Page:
When you're considering having a machinery valuation done, have you ever considered what makes a certified equipment appraiser qualified to determine the value of your equipment? It's a bit of a process, but we thought we'd share what our appraisers go through before they're considered ready to look at your machinery and come up with a solid value that will hold up under strong scrutiny. Here's what's involved in becoming a certified machinery appraiser.
What's involved in the process of becoming a certified equipment appraiser?
There are several different appraisal associations, each of which often has their own appraiser certification process. The ASA focuses on pure appraisal science and is the premier appraisal society in the US. The ASA accreditation is one that lenders and attorneys look for as the bar is high to obtain compared to some of the others.
Almost every certification process entails a combination of education and experience. To become certified, an appraiser needs to have a certain amount of time in training, whether in a curriculum of specific courses or a range of continuing education classes to make up their education. Methodologies need to be standardized based on historical performance to ensure that they hold up well to strong scrutiny, whether that's in a court of law, a tax agency, a financial institution or an insurance claim.
Experience is typically developed under a senior appraiser who can show a new appraiser how to approach the valuation process and some of the variables they may encounter in the field. This experience typically lasts several years, providing the appraiser with the opportunity to pick up experience with a wide range of machinery, exposing them to a number of different aspects of the process. This will also give them the opportunity to see how valuation works in practice, depending on the specific need for the appraisal and why it's needed.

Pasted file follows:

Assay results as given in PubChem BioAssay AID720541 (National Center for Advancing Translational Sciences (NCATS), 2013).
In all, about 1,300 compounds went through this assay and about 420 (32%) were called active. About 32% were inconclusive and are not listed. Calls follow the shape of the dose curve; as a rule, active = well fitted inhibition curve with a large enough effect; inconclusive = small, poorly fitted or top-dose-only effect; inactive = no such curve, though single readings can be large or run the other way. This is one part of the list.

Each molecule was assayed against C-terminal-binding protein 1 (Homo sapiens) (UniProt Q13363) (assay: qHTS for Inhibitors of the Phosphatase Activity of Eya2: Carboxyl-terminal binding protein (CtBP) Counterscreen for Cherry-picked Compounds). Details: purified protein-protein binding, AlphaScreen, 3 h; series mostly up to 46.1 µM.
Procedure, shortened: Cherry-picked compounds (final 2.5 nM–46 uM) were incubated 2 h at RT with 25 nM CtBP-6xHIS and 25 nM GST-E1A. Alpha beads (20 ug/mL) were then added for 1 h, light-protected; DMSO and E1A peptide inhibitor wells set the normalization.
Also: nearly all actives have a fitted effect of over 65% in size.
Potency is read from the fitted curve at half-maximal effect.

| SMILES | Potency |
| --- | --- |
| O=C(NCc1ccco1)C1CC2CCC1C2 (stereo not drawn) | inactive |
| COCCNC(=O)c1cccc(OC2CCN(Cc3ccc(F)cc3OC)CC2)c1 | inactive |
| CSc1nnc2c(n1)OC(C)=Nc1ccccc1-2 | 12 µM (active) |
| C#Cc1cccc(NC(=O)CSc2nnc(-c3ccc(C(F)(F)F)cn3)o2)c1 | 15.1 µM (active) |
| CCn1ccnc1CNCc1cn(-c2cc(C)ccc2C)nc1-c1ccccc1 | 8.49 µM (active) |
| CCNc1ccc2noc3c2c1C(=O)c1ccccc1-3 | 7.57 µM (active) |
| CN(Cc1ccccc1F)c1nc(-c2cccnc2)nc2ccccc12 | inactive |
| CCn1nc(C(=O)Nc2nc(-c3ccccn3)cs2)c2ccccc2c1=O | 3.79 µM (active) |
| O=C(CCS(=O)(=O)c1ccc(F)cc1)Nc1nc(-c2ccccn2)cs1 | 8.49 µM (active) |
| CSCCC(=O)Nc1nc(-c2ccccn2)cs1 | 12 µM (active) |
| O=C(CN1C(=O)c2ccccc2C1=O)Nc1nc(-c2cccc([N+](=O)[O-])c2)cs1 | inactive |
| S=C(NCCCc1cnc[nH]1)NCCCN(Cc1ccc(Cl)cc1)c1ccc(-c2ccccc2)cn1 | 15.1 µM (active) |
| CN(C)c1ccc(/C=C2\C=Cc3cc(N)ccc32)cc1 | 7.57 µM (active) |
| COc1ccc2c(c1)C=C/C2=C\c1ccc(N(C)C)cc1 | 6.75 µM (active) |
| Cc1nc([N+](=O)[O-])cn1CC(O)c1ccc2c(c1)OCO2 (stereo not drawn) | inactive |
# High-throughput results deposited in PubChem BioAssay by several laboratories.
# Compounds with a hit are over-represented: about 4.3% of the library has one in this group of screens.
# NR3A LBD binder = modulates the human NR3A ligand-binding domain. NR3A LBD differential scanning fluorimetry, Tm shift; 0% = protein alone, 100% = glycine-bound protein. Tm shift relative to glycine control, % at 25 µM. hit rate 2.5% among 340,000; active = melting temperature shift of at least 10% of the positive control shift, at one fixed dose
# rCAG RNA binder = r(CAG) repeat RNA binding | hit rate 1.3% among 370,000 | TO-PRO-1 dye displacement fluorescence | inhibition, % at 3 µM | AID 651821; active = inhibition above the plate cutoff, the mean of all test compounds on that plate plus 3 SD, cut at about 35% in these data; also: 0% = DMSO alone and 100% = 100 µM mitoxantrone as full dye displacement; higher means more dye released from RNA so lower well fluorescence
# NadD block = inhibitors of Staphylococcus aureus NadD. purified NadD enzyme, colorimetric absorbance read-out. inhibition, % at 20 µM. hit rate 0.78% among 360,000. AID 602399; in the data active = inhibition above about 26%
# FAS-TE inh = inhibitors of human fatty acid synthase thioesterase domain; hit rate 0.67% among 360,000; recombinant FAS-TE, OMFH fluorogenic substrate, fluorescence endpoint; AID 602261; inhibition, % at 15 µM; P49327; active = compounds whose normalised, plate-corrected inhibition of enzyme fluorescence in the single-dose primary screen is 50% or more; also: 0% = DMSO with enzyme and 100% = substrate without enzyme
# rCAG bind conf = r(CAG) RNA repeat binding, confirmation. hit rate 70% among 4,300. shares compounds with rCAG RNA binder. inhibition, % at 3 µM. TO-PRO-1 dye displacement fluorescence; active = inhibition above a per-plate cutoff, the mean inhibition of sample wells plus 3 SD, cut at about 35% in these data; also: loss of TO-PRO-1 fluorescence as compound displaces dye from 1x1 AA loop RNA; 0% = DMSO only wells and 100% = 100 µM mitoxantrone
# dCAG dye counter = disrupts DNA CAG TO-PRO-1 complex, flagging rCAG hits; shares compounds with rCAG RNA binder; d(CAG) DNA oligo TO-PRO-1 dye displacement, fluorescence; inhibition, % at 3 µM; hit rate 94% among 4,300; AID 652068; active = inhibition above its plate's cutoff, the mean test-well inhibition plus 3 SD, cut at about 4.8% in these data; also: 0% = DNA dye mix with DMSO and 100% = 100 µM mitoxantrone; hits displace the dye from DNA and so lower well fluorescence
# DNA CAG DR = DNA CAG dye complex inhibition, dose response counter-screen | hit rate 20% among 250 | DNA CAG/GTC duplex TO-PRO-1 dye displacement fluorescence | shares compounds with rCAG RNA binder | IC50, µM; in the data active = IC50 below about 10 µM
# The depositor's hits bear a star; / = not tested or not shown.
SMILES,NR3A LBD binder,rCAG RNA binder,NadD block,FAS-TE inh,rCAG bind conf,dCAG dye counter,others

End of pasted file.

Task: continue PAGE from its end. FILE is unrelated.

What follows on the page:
Once the candidate has acquired the necessary education and experience to complete their program's requirements, they'll need to pass an in-depth exam that provides the association with a solid idea of the candidate's abilities. This may include a range of question types, from basic multiple choice or answer-selection formats to requirements to explain in detail how to appraise a specific item and why the appraiser came up with that specific value in that particular situation. Once they've passed the test, they're able to receive their certification and begin practice as a certified equipment appraisal specialist.
Now that you know what's involved in the process of becoming a certified equipment appraiser, you'll have a better grasp of what your appraiser has gone through to be able to provide you or your business with a solid idea of what your equipment is currently worth. The methodologies used in developing a certified appraisal report provides you with a solid basis for value, whether you need the appraisal for a sale, insurance, legal purposes, taxes or financing for your company.